Today's housing market is a seller's game. The supply of existing homes for sale has fallen year-over-year each month for roughly the last two years as demand for housing keeps ticking up. New home supply isn't faring much better, but that growth has been more variable.
Meanwhile, millennials — who were ages 18 to 34 in 2015 and the largest living generation at 75.4 million people — are making the slow shift from renting to owning. If most of them follow the current homeownership trajectory, waiting until their early thirties to purchase their first homes, the market is presented with an interesting question: Where is that group going to live until then?
A new homeownership trajectory
One answer is the single-family rental market. Owners are staying in their homes longer today, leaving fewer existing-homes on the market and limiting many younger, first-time buyers’ options, according to Robert Dietz, chief economist for the National Association of Home Builders. According to Zillow, there are almost 9% fewer homes on the market in May than were the year prior.
Low inventory and high prices means prospective buyers may put off buying as they save up for a down payment for a larger home with more features and that they’ll occupy longer. In the meantime, many are looking at single-family rentals because they offer many of the location and product qualities of owned, detached housing.
Today’s first-time homebuyers are older than those of generations past, with the median age of 32, and Frank Nothaft, senior vice president and chief economist at CoreLogic, doesn’t expect that to change anytime soon. Millennials, specifically, have been slower to transition to homeownership than their predecessors, who tended to make the leap in their late twenties, he said.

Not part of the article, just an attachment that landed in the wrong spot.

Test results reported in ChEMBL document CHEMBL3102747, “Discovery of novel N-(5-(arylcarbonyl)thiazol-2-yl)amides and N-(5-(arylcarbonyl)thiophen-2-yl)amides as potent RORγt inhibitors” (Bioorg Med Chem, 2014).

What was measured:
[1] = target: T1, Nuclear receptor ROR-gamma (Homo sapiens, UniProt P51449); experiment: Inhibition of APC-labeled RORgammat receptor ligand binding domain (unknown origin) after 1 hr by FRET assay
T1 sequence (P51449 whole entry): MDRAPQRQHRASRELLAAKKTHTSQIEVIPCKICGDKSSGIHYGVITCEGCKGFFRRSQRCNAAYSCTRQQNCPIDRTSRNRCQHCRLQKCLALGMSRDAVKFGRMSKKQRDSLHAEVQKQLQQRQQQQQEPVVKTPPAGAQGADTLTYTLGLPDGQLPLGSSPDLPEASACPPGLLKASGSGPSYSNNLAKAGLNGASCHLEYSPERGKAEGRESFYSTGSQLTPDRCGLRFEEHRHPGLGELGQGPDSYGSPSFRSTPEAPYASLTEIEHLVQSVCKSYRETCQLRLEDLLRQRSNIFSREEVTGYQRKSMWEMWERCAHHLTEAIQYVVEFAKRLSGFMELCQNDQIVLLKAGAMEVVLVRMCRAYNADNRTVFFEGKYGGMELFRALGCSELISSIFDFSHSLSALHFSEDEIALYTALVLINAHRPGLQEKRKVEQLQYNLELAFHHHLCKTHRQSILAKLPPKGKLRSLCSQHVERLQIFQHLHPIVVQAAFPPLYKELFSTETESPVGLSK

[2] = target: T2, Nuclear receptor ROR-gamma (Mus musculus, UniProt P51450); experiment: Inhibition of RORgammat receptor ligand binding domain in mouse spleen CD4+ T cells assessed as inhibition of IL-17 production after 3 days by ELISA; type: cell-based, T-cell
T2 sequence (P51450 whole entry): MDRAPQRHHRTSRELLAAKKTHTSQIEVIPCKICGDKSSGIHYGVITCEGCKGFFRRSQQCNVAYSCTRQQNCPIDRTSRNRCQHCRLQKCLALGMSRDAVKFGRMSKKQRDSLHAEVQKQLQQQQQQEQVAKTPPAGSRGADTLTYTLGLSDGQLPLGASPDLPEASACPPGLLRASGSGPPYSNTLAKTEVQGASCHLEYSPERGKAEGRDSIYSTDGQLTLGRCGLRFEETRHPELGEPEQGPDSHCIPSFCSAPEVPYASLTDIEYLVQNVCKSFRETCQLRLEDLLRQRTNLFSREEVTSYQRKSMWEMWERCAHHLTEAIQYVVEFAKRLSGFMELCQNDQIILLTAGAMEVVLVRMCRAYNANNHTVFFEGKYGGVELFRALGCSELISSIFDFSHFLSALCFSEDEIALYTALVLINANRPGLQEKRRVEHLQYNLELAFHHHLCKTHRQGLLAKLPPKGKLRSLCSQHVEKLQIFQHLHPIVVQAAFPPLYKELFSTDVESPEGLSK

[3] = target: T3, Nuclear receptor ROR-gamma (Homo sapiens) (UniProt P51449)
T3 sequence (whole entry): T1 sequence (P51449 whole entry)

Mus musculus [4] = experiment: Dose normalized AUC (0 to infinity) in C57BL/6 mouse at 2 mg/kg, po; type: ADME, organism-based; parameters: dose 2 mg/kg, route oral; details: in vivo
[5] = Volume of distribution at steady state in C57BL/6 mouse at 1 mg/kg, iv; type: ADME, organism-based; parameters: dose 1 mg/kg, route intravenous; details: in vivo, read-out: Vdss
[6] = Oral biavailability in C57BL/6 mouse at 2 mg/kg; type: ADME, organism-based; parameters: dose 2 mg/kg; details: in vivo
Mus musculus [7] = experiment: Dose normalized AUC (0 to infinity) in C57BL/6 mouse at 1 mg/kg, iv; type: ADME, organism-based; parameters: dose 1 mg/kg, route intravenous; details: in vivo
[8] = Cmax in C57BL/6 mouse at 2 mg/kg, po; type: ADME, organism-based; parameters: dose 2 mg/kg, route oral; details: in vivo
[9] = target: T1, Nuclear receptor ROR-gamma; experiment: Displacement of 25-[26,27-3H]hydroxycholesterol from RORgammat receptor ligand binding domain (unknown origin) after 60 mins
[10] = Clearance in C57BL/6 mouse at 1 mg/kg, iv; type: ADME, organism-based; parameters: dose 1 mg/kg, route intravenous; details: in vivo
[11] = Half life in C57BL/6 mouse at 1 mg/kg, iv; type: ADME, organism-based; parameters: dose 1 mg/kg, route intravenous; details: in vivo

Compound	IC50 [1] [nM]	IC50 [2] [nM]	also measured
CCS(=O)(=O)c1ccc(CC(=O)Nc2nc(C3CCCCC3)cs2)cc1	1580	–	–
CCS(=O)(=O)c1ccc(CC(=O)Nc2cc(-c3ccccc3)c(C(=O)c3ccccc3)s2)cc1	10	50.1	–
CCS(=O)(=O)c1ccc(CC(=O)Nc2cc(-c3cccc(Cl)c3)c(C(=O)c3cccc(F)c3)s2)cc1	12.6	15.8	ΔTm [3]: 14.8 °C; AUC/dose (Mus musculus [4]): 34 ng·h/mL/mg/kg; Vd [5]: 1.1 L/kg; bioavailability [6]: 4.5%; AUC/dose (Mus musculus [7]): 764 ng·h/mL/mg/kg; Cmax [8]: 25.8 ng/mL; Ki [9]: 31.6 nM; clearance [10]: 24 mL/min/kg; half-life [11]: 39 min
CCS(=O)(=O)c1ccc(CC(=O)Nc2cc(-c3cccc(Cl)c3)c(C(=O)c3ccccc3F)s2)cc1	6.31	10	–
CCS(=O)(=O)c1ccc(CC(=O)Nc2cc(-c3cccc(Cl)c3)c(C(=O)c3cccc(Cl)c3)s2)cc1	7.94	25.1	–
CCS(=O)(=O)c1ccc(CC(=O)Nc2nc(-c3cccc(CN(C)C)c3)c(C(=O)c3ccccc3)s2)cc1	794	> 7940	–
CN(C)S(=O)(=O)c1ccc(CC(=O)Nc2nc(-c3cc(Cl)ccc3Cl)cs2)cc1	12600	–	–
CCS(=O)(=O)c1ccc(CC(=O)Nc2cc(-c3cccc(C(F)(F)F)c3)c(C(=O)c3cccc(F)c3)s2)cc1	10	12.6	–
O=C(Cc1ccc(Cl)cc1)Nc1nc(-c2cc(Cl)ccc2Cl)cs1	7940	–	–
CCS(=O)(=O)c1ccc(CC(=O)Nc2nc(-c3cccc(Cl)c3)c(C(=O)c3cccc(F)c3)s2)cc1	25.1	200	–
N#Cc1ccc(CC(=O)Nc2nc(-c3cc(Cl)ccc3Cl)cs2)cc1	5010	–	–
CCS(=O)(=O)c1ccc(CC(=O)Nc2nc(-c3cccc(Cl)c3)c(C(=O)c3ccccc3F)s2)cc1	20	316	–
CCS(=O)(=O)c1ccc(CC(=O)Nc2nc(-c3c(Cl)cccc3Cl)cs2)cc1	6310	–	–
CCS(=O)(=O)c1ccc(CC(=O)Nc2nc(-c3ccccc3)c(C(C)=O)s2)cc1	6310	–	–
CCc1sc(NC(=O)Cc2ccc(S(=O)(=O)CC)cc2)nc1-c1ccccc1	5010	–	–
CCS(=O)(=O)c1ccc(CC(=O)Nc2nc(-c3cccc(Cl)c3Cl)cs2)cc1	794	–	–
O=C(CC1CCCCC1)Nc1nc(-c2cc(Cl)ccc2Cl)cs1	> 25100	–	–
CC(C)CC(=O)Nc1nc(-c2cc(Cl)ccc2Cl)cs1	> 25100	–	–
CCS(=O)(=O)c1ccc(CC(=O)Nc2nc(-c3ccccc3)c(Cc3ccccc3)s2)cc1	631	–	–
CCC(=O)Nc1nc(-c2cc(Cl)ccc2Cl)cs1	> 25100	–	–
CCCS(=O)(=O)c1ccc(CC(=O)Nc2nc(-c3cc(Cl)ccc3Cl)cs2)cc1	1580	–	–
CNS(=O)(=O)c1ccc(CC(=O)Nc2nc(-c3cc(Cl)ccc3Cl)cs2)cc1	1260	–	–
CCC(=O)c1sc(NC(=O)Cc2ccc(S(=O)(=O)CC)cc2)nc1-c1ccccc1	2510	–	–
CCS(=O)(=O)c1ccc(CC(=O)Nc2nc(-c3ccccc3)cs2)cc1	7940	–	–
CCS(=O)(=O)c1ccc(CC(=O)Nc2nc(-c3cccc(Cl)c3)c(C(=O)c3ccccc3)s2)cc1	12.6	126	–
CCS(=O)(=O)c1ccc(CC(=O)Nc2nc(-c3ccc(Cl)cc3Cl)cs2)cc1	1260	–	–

That shift can be attributed, in part, to the Great Recession. During that period, the oldest millennials found themselves facing a tough job market with high unemployment and tighter lending, making it challenging to afford a home purchase. Many opted to wait out the downturn by returning to college. Today, this group has its eye set on owning, and many already do so.
Younger millennials are following in their footsteps. Employment rates are up and the housing market is stabilizing. Members of this group, too, say they want to own a home, but they face affordability struggles associated with factors like student loan debt, tighter credit and, of course, higher home prices.
In addition to delaying homeownership for a budding generation of would-be buyers, the recession and related foreclosure crisis drove many U.S. households from owner-occupied homes into rentals. That exodus presented an opportunity for investors to purchase those properties and convert them into rentals, which they did. As a result, many of those homes still aren’t — and may never be — owned by their occupants.
A market segment on the rise
Renting grew in favor during and after the downturn. Even today, renting has been deemed favorable for many households, particularly younger ones that have struggled to save up for a down payment but still want a single-family home. One reason for that is high home prices, which are expected to rise 5.1% nationwide over the next year. Single-family rentals haven’t been immune to inflation, but their price growth has been slower in most markets at around 3% to 4% per year, according to Nothaft. That growth signals sustained demand for the segment.
“That burgeoning millennial cohort is one of the most important reasons rental vacancy rates are the lowest we’ve seen in the U.S.,” Nothaft said.
Dietz said the number of owner households has consistently exceeded that of renters, though the trend may be slowing. The number of single-family rental homes grew from 11.3 million in 2005 to 15.2 million in 2015, the fastest-growing of all rental housing type, according to Census Bureau data and National Association of Home Builders estimates. That growth accounted for 56% of the total gains in rental housing stock for the period.